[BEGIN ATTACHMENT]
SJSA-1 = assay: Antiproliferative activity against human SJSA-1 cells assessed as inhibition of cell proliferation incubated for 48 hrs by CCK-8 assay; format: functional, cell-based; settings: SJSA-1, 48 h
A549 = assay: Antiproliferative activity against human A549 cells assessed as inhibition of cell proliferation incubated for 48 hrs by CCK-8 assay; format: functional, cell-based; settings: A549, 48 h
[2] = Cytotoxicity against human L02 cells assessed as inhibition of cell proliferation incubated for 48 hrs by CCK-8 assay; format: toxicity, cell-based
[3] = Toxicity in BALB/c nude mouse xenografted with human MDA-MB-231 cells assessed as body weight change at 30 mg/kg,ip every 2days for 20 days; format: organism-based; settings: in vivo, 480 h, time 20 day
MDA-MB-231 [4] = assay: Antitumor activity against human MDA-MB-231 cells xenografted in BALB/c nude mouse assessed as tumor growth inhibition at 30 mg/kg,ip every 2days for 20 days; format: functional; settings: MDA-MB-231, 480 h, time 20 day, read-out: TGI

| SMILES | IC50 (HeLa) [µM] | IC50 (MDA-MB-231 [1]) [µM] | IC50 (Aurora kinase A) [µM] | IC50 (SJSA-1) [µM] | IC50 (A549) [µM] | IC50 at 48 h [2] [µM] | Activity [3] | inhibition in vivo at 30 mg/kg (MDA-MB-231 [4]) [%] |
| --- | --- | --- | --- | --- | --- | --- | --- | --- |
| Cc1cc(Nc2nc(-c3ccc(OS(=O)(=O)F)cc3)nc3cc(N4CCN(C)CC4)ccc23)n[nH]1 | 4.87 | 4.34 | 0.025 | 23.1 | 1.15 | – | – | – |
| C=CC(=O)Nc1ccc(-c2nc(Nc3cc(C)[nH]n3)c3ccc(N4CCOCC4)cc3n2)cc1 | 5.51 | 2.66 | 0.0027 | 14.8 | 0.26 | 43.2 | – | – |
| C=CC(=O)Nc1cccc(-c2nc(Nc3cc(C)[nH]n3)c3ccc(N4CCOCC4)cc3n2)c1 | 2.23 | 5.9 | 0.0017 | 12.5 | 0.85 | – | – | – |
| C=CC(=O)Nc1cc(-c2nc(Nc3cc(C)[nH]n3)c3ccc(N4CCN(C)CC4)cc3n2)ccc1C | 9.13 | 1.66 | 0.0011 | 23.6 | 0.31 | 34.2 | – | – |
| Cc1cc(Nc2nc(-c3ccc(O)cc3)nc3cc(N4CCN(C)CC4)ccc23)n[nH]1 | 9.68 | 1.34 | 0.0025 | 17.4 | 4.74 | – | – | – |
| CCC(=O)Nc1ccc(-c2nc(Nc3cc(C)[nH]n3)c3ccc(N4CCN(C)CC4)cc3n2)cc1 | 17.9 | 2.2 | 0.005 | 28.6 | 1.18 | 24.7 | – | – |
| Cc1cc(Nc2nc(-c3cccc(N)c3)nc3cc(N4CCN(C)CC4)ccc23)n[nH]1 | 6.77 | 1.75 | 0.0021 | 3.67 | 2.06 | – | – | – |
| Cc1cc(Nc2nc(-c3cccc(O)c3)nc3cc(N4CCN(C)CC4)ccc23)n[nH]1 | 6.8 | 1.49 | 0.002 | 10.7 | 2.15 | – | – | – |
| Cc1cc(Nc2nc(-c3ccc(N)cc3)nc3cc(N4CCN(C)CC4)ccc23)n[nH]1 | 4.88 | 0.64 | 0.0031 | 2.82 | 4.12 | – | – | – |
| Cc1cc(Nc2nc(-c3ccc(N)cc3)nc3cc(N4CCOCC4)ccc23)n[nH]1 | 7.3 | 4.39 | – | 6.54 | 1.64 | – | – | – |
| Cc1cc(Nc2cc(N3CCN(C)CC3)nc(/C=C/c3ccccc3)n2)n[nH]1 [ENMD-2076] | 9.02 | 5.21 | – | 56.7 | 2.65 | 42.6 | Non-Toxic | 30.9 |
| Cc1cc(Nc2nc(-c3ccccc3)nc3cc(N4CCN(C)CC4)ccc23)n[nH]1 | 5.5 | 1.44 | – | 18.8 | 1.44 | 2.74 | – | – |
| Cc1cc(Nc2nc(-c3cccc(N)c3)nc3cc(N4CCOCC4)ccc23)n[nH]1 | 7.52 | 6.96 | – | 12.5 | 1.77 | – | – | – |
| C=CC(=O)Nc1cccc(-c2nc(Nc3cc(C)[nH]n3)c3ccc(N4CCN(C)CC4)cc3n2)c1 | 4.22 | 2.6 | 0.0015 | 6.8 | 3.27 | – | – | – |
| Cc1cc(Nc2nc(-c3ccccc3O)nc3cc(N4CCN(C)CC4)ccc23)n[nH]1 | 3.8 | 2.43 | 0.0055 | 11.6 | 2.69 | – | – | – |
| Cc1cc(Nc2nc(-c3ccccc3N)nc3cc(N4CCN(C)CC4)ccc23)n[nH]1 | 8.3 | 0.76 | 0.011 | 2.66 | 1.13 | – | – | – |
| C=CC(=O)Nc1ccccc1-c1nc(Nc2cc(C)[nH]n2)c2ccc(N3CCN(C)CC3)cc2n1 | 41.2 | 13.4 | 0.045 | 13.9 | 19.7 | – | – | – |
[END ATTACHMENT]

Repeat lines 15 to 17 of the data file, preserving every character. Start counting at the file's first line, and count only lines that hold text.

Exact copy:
| Cc1cc(Nc2nc(-c3cccc(O)c3)nc3cc(N4CCN(C)CC4)ccc23)n[nH]1 | 6.8 | 1.49 | 0.002 | 10.7 | 2.15 | – | – | – |
| Cc1cc(Nc2nc(-c3ccc(N)cc3)nc3cc(N4CCN(C)CC4)ccc23)n[nH]1 | 4.88 | 0.64 | 0.0031 | 2.82 | 4.12 | – | – | – |
| Cc1cc(Nc2nc(-c3ccc(N)cc3)nc3cc(N4CCOCC4)ccc23)n[nH]1 | 7.3 | 4.39 | – | 6.54 | 1.64 | – | – | – |